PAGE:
C4P: Workshop on Survey Experiments in Migration and Integration Research

Flavia Fossati and I are organizing an international workshop on “Survey Experiments in Migration and Integration Research” and would like to cordially invite you to contribute a paper to this event, which will be hosted at the University of Lausanne (IDHEAP) on June 4-5th 2020.

This is the third meeting of a series of international workshops previously held in Switzerland at the Universities of Lausanne and Berne that aim at gathering experts on the topic and to have in-depth discussions on their work in progress.

In this edition of the Survey Experiment in Migration and Integration Research, we will have a few different panels that focus on the survey experiment methodology and others that focus more on the immigration and integration research that is carried out by means of such experimental methods.

The event will be accompanied by two keynote speeches, one by Prof. Katrin Auspurg (University of Munich) and Prof. Donald Green (Columbia University).

Please apply by following this link: http://idheap.qualtrics.com/jfe/form/SV_8B2srd4kq2HIyEd

Deadline February 15th 2020.

A manual for vignette experiments

With the advent of easy internet surveys, some of which quite powerful, survey experiments have experienced a boom. The promise of stronger claims to causality (due to internal validity) may play another role. A particular kind of survey experiments are vignettes: a short description is presented to respondents, followed by a question (or a few). In a vignette experiment, the description is systematically varied (e.g. black woman, white woman), while the question is not (e.g. how like you is this person). Questions of external validity are too often brushed aside, but for someone looking for a short introduction, look no further than the Little Green Book (as usual). It’s an accessible manual/introduction.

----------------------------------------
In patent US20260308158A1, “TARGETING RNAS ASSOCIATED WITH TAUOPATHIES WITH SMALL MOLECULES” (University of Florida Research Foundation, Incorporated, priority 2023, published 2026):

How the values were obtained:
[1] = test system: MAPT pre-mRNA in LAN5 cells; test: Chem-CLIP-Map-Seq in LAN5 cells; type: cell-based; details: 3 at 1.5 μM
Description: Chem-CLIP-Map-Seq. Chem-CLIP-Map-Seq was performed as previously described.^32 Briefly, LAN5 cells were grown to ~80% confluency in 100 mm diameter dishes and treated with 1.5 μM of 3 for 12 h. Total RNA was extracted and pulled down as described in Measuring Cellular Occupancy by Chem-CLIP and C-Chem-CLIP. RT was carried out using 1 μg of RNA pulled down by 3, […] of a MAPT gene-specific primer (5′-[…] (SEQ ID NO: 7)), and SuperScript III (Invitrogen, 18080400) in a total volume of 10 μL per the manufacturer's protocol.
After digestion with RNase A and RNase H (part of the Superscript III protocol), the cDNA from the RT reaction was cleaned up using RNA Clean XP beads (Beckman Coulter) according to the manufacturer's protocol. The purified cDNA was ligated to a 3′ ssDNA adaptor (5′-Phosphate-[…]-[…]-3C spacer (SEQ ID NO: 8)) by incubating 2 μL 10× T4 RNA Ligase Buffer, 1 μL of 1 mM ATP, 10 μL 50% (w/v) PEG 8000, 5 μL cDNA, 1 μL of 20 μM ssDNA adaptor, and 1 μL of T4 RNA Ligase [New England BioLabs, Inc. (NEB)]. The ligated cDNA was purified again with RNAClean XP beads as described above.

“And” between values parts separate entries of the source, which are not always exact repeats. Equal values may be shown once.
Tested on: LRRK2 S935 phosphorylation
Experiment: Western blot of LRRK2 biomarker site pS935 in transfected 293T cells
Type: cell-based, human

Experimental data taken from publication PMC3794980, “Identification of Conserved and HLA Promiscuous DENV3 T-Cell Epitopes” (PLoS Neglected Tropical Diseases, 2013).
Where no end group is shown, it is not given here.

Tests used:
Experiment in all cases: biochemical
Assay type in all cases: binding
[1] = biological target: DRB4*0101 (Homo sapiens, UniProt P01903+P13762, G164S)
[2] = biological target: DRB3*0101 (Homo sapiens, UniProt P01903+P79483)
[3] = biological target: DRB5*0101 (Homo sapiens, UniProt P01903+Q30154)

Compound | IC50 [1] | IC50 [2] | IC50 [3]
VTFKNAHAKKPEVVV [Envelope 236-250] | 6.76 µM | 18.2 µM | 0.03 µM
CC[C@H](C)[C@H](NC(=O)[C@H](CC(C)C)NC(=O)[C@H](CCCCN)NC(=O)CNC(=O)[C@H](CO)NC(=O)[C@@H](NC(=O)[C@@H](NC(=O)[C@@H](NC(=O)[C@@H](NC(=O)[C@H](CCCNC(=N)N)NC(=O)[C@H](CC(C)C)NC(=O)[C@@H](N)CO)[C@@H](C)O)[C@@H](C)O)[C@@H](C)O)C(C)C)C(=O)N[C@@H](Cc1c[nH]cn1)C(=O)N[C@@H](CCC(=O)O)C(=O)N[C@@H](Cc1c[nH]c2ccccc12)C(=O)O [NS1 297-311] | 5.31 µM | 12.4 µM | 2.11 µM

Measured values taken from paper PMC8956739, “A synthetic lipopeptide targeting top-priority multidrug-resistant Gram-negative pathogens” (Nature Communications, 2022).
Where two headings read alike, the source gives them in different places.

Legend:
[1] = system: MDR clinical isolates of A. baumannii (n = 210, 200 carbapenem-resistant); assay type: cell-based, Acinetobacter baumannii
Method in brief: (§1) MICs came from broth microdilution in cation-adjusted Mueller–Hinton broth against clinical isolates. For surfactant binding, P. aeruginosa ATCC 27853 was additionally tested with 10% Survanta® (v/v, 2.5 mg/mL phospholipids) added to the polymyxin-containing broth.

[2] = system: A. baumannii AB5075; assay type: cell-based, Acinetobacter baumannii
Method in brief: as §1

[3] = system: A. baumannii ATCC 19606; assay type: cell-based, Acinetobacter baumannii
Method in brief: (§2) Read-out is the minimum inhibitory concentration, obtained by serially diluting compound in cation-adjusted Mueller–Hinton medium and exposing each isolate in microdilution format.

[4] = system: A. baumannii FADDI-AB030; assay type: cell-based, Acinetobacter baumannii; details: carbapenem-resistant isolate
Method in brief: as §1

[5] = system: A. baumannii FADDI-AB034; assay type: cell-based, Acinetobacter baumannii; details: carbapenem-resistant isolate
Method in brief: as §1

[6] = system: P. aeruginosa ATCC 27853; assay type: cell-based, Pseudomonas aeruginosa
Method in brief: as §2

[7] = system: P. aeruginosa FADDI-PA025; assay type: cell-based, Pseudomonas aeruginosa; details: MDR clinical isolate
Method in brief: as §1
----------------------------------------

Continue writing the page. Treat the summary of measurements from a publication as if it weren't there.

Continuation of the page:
To my taste, there is a bit too much about D-efficient designs, but I might be glad one day given how practical the advice is in the respective sections. I was a bit puzzled about how critical the authors are of conjoint analysis, but it turns out that this has more to do with the kind of analysis usually undertaken than the design (conjoint analysis presents information as a table, factorial surveys use vignettes, but there are other terms in use).

Auspurg, Katrin, and Thomas Hinz. 2015. Factorial Survey Experiments. Quantitative Applications in the Social Sciences (QASS) 175. Seven Oaks: SAGE Publications.